Jennifer Muzyka

For Jennifer Muzyka, Organic Chemistry is about teaching students to apply technical material they’ve learned to real-world problems.  Through a combination of Just-in-Time teaching (JiTT) and mobile technology, she has developed a culture of engaged learning stemming from student inquiry within the classroom.  She discovered that increased student learning occurs through class discussions surrounding student misunderstandings, so she structured the class in a way that allows students to lead class discussions based on their questions from the assigned readings.


Muzyka makes a point to draw particular attention to the two most important parts of the readings to help students begin to develop deeper reading skills and apply the material to the real world. After students complete assigned readings from their textbook, they are required to answer essay questions related to the material they read with an online quiz in Moodle, our Learning Management System (LMS).  Muzyka emphasizes the importance of students providing honest feedback to the readings during these review questions, as student responses to these questions, specifically their misunderstandings, become the basis for the conversations during the next class period.


As the goal of JiTT learning is to promote an active learning classroom, she also uses PowerPoint with clicker questions to illicit class participation and engagement when covering new topics.  After each clicker question, students are asked to debate the question and answers with a classmate with whom they might disagree.  Following these discussions, the clicker question is asked again, and inevitably, the percentage of correct answers increases.  The active class environment not only prevents students from falling asleep, but they are becoming involved with chemistry in ways they probably haven’t experienced prior to this class.  Muzyka creates a bridge for her students between academics and everyday life when she illustrates how chemistry infiltrates relevant aspects of her students’ lives.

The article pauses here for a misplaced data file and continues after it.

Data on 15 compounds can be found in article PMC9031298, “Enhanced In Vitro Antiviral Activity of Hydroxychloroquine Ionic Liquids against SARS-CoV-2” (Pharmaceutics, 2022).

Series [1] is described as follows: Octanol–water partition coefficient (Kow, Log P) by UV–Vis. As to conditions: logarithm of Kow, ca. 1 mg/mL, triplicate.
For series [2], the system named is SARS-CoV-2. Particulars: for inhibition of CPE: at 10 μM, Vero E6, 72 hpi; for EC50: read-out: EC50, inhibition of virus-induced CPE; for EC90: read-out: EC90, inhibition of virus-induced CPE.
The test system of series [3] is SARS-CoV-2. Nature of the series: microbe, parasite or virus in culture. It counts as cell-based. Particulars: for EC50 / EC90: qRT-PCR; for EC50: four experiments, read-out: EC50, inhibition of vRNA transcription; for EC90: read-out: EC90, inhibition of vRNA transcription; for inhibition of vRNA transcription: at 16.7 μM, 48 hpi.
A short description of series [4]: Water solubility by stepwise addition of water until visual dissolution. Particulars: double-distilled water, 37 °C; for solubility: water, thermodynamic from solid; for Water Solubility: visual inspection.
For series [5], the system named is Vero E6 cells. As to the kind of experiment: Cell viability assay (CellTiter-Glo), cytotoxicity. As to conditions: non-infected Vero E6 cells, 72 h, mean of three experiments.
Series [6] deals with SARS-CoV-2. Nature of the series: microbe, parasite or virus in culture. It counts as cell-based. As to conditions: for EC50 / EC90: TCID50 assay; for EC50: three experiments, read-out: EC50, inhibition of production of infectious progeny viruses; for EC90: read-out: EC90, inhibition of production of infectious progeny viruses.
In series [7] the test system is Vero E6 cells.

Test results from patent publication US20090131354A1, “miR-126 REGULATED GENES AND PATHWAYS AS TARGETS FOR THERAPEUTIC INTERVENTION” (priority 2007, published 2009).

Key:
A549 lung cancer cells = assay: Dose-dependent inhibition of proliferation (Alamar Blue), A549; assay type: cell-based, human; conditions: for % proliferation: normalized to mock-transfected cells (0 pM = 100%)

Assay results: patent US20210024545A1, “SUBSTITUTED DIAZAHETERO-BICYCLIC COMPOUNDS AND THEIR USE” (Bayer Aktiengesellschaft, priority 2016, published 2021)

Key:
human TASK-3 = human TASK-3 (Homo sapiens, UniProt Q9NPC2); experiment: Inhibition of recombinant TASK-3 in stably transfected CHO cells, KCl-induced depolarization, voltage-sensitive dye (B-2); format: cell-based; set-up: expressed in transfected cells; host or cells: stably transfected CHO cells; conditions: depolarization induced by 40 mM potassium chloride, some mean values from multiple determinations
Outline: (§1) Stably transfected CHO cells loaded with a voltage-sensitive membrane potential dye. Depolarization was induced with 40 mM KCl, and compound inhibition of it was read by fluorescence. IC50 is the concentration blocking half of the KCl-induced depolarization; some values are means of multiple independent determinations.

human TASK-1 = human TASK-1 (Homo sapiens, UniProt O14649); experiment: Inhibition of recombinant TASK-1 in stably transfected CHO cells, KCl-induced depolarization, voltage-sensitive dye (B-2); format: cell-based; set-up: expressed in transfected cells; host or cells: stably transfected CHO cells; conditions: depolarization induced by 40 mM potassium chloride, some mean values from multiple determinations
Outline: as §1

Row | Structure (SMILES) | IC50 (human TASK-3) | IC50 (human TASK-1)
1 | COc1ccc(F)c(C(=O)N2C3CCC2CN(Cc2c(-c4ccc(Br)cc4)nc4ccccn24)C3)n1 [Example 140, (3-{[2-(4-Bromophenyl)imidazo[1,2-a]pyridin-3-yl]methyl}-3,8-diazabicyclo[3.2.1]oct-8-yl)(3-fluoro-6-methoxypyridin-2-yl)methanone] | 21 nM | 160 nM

To extend the learning beyond the classroom, she began using an app called Doceri and her iPad, enabling students to access material online for makeup, review, or additional information.  Doceri not only allows her to control the PowerPoint during class, but also record annotations made on blank slides, simulating a whiteboard. These Doceri annotations can then be uploaded to her Moodle course for students to access.  This process helps mitigate a growing problem she noticed with students frantically trying to copy down everything during a lesson, rather than learning during the process.  Knowing the material will be accessible allows students to feel less rushed to copy down every bit of information discussed in class or on the slides.


For Muzyka, giving up some control by allowing students to lead class discussions is a welcomed structure as it helps create an engaging classroom atmosphere.  As students are learning technical material through readings and review questions, they are also creating connections between chemical elements and their everyday lives.  Students are engaging with the material in ways that extend chemistry concepts beyond the classroom, becoming relevant in their lives.


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